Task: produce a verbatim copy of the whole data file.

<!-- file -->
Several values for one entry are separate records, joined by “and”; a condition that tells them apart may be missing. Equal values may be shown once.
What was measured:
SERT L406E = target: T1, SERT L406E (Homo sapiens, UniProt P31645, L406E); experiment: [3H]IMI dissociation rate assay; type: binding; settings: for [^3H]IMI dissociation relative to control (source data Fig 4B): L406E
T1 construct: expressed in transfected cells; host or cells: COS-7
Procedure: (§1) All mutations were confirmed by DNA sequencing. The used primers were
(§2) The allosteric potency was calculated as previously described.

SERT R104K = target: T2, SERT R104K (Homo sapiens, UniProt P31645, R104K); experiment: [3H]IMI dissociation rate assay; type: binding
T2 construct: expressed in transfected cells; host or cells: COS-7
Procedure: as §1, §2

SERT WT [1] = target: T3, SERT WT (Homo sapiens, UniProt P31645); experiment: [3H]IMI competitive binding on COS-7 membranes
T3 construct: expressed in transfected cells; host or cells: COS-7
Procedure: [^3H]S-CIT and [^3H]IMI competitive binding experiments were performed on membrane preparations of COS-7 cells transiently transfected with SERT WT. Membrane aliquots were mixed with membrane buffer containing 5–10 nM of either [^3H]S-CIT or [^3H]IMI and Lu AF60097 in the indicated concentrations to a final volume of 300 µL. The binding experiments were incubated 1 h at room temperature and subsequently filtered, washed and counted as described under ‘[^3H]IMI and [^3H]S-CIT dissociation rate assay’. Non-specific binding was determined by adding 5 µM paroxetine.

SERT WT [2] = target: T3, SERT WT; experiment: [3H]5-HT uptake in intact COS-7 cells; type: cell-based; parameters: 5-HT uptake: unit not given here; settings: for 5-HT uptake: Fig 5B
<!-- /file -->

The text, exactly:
Several values for one entry are separate records, joined by “and”; a condition that tells them apart may be missing. Equal values may be shown once.
What was measured:
SERT L406E = target: T1, SERT L406E (Homo sapiens, UniProt P31645, L406E); experiment: [3H]IMI dissociation rate assay; type: binding; settings: for [^3H]IMI dissociation relative to control (source data Fig 4B): L406E
T1 construct: expressed in transfected cells; host or cells: COS-7
Procedure: (§1) All mutations were confirmed by DNA sequencing. The used primers were
(§2) The allosteric potency was calculated as previously described.

SERT R104K = target: T2, SERT R104K (Homo sapiens, UniProt P31645, R104K); experiment: [3H]IMI dissociation rate assay; type: binding
T2 construct: expressed in transfected cells; host or cells: COS-7
Procedure: as §1, §2

SERT WT [1] = target: T3, SERT WT (Homo sapiens, UniProt P31645); experiment: [3H]IMI competitive binding on COS-7 membranes
T3 construct: expressed in transfected cells; host or cells: COS-7
Procedure: [^3H]S-CIT and [^3H]IMI competitive binding experiments were performed on membrane preparations of COS-7 cells transiently transfected with SERT WT. Membrane aliquots were mixed with membrane buffer containing 5–10 nM of either [^3H]S-CIT or [^3H]IMI and Lu AF60097 in the indicated concentrations to a final volume of 300 µL. The binding experiments were incubated 1 h at room temperature and subsequently filtered, washed and counted as described under ‘[^3H]IMI and [^3H]S-CIT dissociation rate assay’. Non-specific binding was determined by adding 5 µM paroxetine.

SERT WT [2] = target: T3, SERT WT; experiment: [3H]5-HT uptake in intact COS-7 cells; type: cell-based; parameters: 5-HT uptake: unit not given here; settings: for 5-HT uptake: Fig 5B